Harry Potter & the Half-Blood Prince
directed by David Yates
(Warner Bros., 2009)

"Maybe," my wife said as the credits started to roll, "you needed to read the book first."

Perhaps that explains it. For my part, I gave up on J.K. Rowling's prose somewhere around her fourth Harry Potter novel, which seemed to be the point when she decided that 50 words would never do when 5,000 could be written. But I've enjoyed all of the Harry Potter movies ... 'til now.

Harry Potter & the Half-Blood Prince begins very slowly, and it never picks up the pace except for a few fits and starts along the way. The movie is grim, ponderous and, dare I say it, dull. And surprisingly, for a movie largely marketed toward younger viewers, a large number of scenes are just downright inexplicable.

The whole "battle of the boys' room," for instance, seems at first to be a big, dramatic turning point in the story, but it made no actual sense that I could discern. Likewise the weighty "hide the book" scene that followed. Huh? OK, so Harry won a wizard's duel, so let's get rid of the book that didn't actually seem to help him win it anyway...? Oh, and that magical cloud-busting scene near the end just made no kind of sense.

There are countless awkward and badly paced scenes, along with transitions that seem to lead nowhere. At times, I felt what Half-Blood most needed was a good editor. A lot of scenes just didn't need to be there, and I felt like a lot of valuable information must have been left on the cutting-room floor.

The movie carries an appropriate air of dread, but it is presented without any sense of a thrill. And, sadly, it seems like a few good actors in this ensemble cast, young and old alike, have grown tired of their roles. Even Alan Rickman's dark Severus Snape, one of the most intriguing characters in the series, fails to engage this time around.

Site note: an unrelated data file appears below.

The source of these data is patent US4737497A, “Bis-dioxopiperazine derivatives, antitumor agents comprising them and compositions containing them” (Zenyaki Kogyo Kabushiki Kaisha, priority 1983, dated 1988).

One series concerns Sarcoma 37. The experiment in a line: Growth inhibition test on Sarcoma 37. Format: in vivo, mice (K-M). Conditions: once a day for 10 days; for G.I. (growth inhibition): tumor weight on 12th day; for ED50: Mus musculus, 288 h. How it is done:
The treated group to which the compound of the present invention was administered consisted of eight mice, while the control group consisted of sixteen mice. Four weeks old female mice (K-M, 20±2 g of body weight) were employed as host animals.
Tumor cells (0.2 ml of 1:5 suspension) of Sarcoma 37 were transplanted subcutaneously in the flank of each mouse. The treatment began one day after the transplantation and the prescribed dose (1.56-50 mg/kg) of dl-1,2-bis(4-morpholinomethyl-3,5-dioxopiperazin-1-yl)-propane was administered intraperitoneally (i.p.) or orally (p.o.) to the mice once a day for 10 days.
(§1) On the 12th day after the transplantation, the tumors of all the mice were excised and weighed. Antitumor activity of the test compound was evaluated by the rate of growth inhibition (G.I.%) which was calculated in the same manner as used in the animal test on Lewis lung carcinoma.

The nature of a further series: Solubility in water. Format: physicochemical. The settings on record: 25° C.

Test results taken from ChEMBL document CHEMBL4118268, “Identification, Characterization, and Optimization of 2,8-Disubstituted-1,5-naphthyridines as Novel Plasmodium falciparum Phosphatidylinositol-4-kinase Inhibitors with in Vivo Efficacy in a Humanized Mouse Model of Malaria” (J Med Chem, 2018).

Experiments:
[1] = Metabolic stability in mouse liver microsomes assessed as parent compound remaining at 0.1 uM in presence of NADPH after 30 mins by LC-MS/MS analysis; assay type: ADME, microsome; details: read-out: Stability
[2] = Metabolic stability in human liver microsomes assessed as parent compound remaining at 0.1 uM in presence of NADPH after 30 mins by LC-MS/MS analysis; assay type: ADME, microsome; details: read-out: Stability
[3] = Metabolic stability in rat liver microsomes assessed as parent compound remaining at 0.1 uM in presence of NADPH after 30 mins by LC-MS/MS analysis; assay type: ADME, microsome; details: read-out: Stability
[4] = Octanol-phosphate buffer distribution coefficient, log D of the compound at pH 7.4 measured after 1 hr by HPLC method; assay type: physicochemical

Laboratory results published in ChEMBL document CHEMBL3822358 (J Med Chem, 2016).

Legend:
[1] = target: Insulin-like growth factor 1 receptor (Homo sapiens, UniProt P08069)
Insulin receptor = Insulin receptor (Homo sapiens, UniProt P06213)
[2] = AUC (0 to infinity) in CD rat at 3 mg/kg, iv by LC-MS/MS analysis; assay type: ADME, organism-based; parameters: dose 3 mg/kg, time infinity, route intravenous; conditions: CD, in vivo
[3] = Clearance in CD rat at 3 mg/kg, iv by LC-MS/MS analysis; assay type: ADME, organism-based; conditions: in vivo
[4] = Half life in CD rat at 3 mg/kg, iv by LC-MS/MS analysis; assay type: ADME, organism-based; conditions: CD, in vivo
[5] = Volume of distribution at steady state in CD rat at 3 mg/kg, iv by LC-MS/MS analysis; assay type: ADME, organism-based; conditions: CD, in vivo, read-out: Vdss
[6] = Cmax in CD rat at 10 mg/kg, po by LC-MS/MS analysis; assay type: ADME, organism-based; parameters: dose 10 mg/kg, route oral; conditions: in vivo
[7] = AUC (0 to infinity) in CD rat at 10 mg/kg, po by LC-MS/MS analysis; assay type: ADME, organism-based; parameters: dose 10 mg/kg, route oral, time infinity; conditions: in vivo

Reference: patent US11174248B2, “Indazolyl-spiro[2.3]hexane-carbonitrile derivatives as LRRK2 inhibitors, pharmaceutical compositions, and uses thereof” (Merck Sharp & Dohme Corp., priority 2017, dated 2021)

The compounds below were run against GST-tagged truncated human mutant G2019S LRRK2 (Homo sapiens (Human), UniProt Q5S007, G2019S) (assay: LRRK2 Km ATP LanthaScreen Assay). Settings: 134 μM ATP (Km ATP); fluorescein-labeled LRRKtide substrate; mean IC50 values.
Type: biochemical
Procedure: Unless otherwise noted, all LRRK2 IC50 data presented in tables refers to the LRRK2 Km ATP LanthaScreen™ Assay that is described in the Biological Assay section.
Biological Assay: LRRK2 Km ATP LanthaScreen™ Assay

Draco Malfoy (Tom Felton), Harry's opposite number at Hogwarts, sends apples and birds through a magical cabinet to no clear purpose, and we learn the despicable lad is now conflicted, although we've no idea why. At least Albus Dumbledore (Michael Gambon) finally gets a brief but fiery Gandalf scene as Gollum-like creatures converge on his subterranean rock.

There are, however, some lively scenes of burgeoning young romance (even though I still contend Rowling got her cues mixed up when pairing off couples), and magic potions play double duty as uppers, downers and steroids.

The good news is our young heroes -- Harry (Daniel Radcliffe), Hermione Granger (Emma Watson) and Ron Weasley (Rupert Grint), now joined by Harry's pending love interest, Ginny (Bonnie Wright) -- continue to grow and mature into their roles, showing a new range of depth and emotion across the board. The latest addition in the revolving door of Hogwarts faculty -- a squinty Jim Broadbent as Professor Horace Slughorn -- is a treat from start to end.

Well ... there is still the final book in the series, which will come out in 2010 and 2011 as a two-parter. At least my 11-year-old daughter enjoyed the movie, although, when asked, she couldn't explain why. It's probably enough that she has a crush on Daniel Radcliffe.

review by
Tom Knapp

18 July 2009

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